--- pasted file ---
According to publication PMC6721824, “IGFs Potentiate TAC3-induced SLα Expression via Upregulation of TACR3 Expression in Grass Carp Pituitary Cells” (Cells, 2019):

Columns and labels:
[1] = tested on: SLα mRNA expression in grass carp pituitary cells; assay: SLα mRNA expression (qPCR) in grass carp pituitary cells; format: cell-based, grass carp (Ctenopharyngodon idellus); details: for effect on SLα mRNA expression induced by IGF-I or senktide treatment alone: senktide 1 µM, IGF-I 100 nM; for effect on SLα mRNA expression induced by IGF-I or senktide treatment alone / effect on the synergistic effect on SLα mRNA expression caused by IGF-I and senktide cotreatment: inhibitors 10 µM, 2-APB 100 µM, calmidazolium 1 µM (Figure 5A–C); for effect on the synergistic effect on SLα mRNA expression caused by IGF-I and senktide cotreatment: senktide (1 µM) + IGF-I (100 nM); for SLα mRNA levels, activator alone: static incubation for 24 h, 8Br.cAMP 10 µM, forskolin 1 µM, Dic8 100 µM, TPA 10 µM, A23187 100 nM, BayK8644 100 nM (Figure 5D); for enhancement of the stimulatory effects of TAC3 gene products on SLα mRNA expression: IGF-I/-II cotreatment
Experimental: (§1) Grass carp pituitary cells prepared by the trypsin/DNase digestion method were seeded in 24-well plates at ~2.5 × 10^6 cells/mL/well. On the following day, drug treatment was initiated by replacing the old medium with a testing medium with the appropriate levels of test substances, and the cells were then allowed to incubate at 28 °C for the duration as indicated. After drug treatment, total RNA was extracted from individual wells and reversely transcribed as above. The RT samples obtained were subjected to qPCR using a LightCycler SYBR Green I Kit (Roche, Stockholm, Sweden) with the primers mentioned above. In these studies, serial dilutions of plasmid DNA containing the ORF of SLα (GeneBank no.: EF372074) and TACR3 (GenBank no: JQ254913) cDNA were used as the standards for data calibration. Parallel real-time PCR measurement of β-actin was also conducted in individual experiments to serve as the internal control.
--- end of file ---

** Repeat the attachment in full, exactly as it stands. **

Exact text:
According to publication PMC6721824, “IGFs Potentiate TAC3-induced SLα Expression via Upregulation of TACR3 Expression in Grass Carp Pituitary Cells” (Cells, 2019):

Columns and labels:
[1] = tested on: SLα mRNA expression in grass carp pituitary cells; assay: SLα mRNA expression (qPCR) in grass carp pituitary cells; format: cell-based, grass carp (Ctenopharyngodon idellus); details: for effect on SLα mRNA expression induced by IGF-I or senktide treatment alone: senktide 1 µM, IGF-I 100 nM; for effect on SLα mRNA expression induced by IGF-I or senktide treatment alone / effect on the synergistic effect on SLα mRNA expression caused by IGF-I and senktide cotreatment: inhibitors 10 µM, 2-APB 100 µM, calmidazolium 1 µM (Figure 5A–C); for effect on the synergistic effect on SLα mRNA expression caused by IGF-I and senktide cotreatment: senktide (1 µM) + IGF-I (100 nM); for SLα mRNA levels, activator alone: static incubation for 24 h, 8Br.cAMP 10 µM, forskolin 1 µM, Dic8 100 µM, TPA 10 µM, A23187 100 nM, BayK8644 100 nM (Figure 5D); for enhancement of the stimulatory effects of TAC3 gene products on SLα mRNA expression: IGF-I/-II cotreatment
Experimental: (§1) Grass carp pituitary cells prepared by the trypsin/DNase digestion method were seeded in 24-well plates at ~2.5 × 10^6 cells/mL/well. On the following day, drug treatment was initiated by replacing the old medium with a testing medium with the appropriate levels of test substances, and the cells were then allowed to incubate at 28 °C for the duration as indicated. After drug treatment, total RNA was extracted from individual wells and reversely transcribed as above. The RT samples obtained were subjected to qPCR using a LightCycler SYBR Green I Kit (Roche, Stockholm, Sweden) with the primers mentioned above. In these studies, serial dilutions of plasmid DNA containing the ORF of SLα (GeneBank no.: EF372074) and TACR3 (GenBank no: JQ254913) cDNA were used as the standards for data calibration. Parallel real-time PCR measurement of β-actin was also conducted in individual experiments to serve as the internal control.